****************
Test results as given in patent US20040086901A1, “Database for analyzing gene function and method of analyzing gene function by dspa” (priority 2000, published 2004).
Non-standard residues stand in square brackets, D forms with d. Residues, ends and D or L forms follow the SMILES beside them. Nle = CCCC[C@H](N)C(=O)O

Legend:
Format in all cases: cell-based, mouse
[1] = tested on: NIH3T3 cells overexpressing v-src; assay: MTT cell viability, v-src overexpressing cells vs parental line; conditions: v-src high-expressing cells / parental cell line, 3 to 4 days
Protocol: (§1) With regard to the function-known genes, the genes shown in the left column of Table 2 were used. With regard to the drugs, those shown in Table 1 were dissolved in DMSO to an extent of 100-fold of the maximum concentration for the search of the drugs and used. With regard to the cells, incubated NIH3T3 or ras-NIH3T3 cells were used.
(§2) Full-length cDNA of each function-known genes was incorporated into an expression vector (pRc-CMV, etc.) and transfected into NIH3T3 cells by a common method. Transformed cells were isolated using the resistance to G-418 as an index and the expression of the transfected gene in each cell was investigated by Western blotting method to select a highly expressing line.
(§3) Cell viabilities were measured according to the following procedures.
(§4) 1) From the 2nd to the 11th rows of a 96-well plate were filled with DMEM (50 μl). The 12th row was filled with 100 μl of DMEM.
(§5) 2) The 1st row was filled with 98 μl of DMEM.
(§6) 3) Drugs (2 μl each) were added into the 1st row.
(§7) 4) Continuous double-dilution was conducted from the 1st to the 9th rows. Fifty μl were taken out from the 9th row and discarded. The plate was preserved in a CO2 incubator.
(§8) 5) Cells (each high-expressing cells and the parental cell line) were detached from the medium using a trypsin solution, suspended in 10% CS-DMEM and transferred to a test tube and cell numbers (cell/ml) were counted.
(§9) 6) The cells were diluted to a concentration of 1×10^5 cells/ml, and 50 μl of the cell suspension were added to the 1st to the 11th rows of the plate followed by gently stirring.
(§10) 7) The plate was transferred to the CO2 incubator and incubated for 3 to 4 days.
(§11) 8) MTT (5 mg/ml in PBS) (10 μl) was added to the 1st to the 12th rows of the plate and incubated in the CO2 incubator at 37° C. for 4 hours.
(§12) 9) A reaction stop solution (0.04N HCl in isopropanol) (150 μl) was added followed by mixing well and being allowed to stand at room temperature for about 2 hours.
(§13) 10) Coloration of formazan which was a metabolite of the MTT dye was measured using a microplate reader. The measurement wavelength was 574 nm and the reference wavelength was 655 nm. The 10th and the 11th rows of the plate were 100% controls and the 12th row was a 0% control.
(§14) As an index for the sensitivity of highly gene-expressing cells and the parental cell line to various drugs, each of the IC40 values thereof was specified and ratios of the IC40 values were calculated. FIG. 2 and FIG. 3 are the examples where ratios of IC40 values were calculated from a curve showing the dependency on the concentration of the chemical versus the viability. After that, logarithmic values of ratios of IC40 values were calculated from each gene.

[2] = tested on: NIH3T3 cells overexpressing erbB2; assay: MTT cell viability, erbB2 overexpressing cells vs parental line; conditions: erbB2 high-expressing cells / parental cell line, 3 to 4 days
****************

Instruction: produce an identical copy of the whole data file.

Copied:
Test results as given in patent US20040086901A1, “Database for analyzing gene function and method of analyzing gene function by dspa” (priority 2000, published 2004).
Non-standard residues stand in square brackets, D forms with d. Residues, ends and D or L forms follow the SMILES beside them. Nle = CCCC[C@H](N)C(=O)O

Legend:
Format in all cases: cell-based, mouse
[1] = tested on: NIH3T3 cells overexpressing v-src; assay: MTT cell viability, v-src overexpressing cells vs parental line; conditions: v-src high-expressing cells / parental cell line, 3 to 4 days
Protocol: (§1) With regard to the function-known genes, the genes shown in the left column of Table 2 were used. With regard to the drugs, those shown in Table 1 were dissolved in DMSO to an extent of 100-fold of the maximum concentration for the search of the drugs and used. With regard to the cells, incubated NIH3T3 or ras-NIH3T3 cells were used.
(§2) Full-length cDNA of each function-known genes was incorporated into an expression vector (pRc-CMV, etc.) and transfected into NIH3T3 cells by a common method. Transformed cells were isolated using the resistance to G-418 as an index and the expression of the transfected gene in each cell was investigated by Western blotting method to select a highly expressing line.
(§3) Cell viabilities were measured according to the following procedures.
(§4) 1) From the 2nd to the 11th rows of a 96-well plate were filled with DMEM (50 μl). The 12th row was filled with 100 μl of DMEM.
(§5) 2) The 1st row was filled with 98 μl of DMEM.
(§6) 3) Drugs (2 μl each) were added into the 1st row.
(§7) 4) Continuous double-dilution was conducted from the 1st to the 9th rows. Fifty μl were taken out from the 9th row and discarded. The plate was preserved in a CO2 incubator.
(§8) 5) Cells (each high-expressing cells and the parental cell line) were detached from the medium using a trypsin solution, suspended in 10% CS-DMEM and transferred to a test tube and cell numbers (cell/ml) were counted.
(§9) 6) The cells were diluted to a concentration of 1×10^5 cells/ml, and 50 μl of the cell suspension were added to the 1st to the 11th rows of the plate followed by gently stirring.
(§10) 7) The plate was transferred to the CO2 incubator and incubated for 3 to 4 days.
(§11) 8) MTT (5 mg/ml in PBS) (10 μl) was added to the 1st to the 12th rows of the plate and incubated in the CO2 incubator at 37° C. for 4 hours.
(§12) 9) A reaction stop solution (0.04N HCl in isopropanol) (150 μl) was added followed by mixing well and being allowed to stand at room temperature for about 2 hours.
(§13) 10) Coloration of formazan which was a metabolite of the MTT dye was measured using a microplate reader. The measurement wavelength was 574 nm and the reference wavelength was 655 nm. The 10th and the 11th rows of the plate were 100% controls and the 12th row was a 0% control.
(§14) As an index for the sensitivity of highly gene-expressing cells and the parental cell line to various drugs, each of the IC40 values thereof was specified and ratios of the IC40 values were calculated. FIG. 2 and FIG. 3 are the examples where ratios of IC40 values were calculated from a curve showing the dependency on the concentration of the chemical versus the viability. After that, logarithmic values of ratios of IC40 values were calculated from each gene.

[2] = tested on: NIH3T3 cells overexpressing erbB2; assay: MTT cell viability, erbB2 overexpressing cells vs parental line; conditions: erbB2 high-expressing cells / parental cell line, 3 to 4 days